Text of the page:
2014 December |

Monthly Archives: December 2014

Real tomato ketchup


Tomato ketchup and roasted spicy nuts have been this year’s Christmas home-made yummies to give to friends.  The ketchup is easy and delicious – add more chilli if you like yours to have a real kick.

For approx 3 bottles

3kg tomatoes
1 red pepper
3 garlic cloves, crushed
2 red onions, finely chopped
50ml apple cider vinegar
2 tsp sharp paprika
a pinch cayenne
3 tsp ginger, freshly grated
2 tsp nutmeg
1 tbsp coriander seeds


Halve and de-seed the pepper then cut it, and the tomatoes, into chunks.  Combine both in a pot with the finely chopped onions and garlic and some water.
Leave to simmer for about an hour, stirring occasionally and adding more water if it’s too thick at this early stage. Remove from the stove and blend until smooth.  Add the vinegar and spices and simmer for another 1.5 – 2 hours, until it thickens.
Do a taste test and add seasoning if required, then pour into sterilized jars.
Seal and turn upside down until cooled. The ketchup will keep, unopened for about a year. Once opened, store in the refrigerator.

Roasted savoury nuts


All about nuts and seeds at the moment.  I’ve just posted more about them here on the blog and  Appleaday facebook page because I seem to have spent weeks roasting different combinations for presents.
This recipe is such an easy and delicious addition to the festive season and they will store for a couple of weeks in airtight containers… if you’re very good at self-control.


100 g cashew nuts
100 g macadamias
50 g brazil nuts
50 g almonds
100 g pumpkin seeds (pepitas)
25g butter
1 generous tbsp thyme or chestnut or dark honey (ideally manuka…but too expensive at the mo)
about 4 small sprigs rosemary and thyme, leaves removed, finely chopped
sea salt, freshly ground pepper
pinch or three of cayenne or chilli powder


Preheat the oven to 160 degrees centigrade and arrange the nuts on a sheet of baking paper.  Bake until golden and crunchy, c. 15-20 mins.

Meanwhile, heat the honey and 3 tbsp water until dissolved.  Remove from the heat and stir in the spices, butter and salt.

Quickly fold in the nuts and transfer them back to the baking sheet and spread them out as much as possible so they’re not touching (they’ll clump otherwise due to the honey).

Bake for another 5 or so minutes in the oven until a lovely caramel colour, then remove and allow to fully cool.

Nuts and seeds: health-giving zinc in pumpkin seeds


Nuts and seeds are health-giving bombshells.  They are not just sources of protein, fibre and healthy fats, but also vitamins, minerals and a host of phytonutrients which have some extraordinarily specific health benefits.     Provided the soils where nuts/seeds grow are not depleted, or overworked, they will also give you minerals such as manganese, magnesium, zinc, selenium, copper, phosphorous….all of which play vital roles in every single system in your body.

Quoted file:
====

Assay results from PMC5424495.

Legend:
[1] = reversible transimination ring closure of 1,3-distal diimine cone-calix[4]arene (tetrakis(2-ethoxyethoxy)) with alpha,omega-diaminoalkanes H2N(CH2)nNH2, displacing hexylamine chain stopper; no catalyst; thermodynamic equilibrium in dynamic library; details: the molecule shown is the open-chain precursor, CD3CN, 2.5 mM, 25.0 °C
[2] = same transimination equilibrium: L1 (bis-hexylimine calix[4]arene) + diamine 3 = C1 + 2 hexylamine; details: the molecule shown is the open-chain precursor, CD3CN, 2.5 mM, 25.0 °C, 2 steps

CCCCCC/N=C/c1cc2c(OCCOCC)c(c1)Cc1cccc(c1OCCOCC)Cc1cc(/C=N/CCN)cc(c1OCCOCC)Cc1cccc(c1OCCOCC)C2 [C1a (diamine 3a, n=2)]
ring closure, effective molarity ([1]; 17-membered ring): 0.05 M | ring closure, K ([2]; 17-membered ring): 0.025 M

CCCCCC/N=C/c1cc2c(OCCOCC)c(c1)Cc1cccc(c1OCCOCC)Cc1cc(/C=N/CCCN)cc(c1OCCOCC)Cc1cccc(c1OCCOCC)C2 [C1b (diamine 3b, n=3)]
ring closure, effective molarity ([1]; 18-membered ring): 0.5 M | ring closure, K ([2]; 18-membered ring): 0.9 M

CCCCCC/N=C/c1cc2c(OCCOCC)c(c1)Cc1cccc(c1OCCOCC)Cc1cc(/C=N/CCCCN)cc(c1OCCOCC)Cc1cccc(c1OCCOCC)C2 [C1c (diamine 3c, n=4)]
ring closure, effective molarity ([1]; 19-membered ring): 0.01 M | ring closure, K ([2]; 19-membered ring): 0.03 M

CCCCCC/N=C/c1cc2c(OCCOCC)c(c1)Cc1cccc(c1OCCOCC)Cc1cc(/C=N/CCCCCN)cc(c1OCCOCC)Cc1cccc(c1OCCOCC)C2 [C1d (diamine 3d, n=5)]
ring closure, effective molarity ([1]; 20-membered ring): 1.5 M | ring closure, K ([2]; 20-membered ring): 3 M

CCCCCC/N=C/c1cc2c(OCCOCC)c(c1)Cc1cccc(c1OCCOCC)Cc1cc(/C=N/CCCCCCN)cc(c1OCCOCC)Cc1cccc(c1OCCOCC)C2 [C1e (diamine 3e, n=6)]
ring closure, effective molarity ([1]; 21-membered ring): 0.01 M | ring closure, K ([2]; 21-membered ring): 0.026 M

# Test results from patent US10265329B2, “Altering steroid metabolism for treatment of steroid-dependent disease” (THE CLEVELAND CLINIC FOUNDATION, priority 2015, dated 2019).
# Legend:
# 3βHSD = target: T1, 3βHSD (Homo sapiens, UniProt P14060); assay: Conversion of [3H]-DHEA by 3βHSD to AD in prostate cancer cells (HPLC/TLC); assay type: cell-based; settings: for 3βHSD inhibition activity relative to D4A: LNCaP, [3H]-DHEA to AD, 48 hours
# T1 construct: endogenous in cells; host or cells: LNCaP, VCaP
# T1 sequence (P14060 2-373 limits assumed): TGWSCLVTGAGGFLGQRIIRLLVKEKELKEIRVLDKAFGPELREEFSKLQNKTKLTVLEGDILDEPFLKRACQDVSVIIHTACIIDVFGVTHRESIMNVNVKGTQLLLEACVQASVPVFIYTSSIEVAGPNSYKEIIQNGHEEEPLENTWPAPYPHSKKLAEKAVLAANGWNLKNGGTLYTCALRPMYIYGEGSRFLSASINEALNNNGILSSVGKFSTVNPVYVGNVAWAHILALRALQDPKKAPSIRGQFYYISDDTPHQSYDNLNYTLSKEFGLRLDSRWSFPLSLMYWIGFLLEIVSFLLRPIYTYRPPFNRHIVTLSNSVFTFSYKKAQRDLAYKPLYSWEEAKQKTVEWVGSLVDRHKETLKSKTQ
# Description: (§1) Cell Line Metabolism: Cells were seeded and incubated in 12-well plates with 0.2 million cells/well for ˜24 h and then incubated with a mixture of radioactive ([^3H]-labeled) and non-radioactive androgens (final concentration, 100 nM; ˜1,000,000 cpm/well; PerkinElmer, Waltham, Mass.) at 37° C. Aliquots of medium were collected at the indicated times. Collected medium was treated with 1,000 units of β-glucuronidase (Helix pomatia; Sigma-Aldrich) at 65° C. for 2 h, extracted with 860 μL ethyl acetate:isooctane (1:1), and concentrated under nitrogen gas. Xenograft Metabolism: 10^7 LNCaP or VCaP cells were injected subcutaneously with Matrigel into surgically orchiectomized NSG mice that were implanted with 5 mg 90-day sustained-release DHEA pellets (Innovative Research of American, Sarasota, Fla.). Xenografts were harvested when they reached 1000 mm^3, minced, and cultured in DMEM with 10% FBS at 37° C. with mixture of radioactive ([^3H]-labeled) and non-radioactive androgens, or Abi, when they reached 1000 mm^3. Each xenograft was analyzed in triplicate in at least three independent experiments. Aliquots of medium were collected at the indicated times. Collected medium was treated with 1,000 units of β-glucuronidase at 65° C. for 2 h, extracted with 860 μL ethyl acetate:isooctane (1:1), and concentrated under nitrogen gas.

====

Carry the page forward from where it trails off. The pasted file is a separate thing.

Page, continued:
So many benefits to be found in such small packages.
Today’s blog is looking at just ONE mineral in ONE type of seed  –  so imagine how many health-giving goodies you will eat in a handful.

When I think of pumpkin seeds I think ‘zinc’ because even though this mineral is found in many nuts and seeds, it is particularly high in pumpkin seeds.  It’s a great anti oxidant mineral, and one which is often low in our body.  Nuts and seeds are an ideal healthy way of increasing these levels.

Zinc is involved in a huge number of enzymatic reactions in the body.  A bit like magnesium, this mineral seems to be required everywhere, all the time.  And because we can’t store it, we need to eat it on a daily basis.

Zinc’s largest claim to fame is probably its role in immune health:  increasing production of white blood cells, helping fight infection and wound healing plus increasing killer cells which we need to fight disease….or the common cold (zinc supplementation will help reduce your cold’s severity and duration).

Skin health would be another biggie to think about.  Zinc is THE skin mineral, regulating sebaceous gland secretions, compensating for dry – or oily – skin conditions, hence it would be beneficial for both acne and something like dermatitis.

Do you know zinc is vital for your ability to taste and smell?  If you’ve lost either of these, don’t fear the worst.  Testing zinc levels would be an important first step, as it’s required to produce an enzyme called carbonic anhydrase, critical for the efficient functioning of your senses of taste and smell.

Another zinc benefit, crucial to male health, is the role it plays in sperm motility.  Anyone planning a family will ideally be taking at least three months to get their health in order, and good zinc levels, particularly for the future dad,  are vital.

All this is just a taster of zinc’s benefits, a mere page of information about one single mineral in one type of seed.
I’ve not touched upon pumpkin seed’s high magnesium, or tryptophan, or the wonderfully exotic cucurbitacin, let alone all the other seeds and nuts in these jars!

Another day…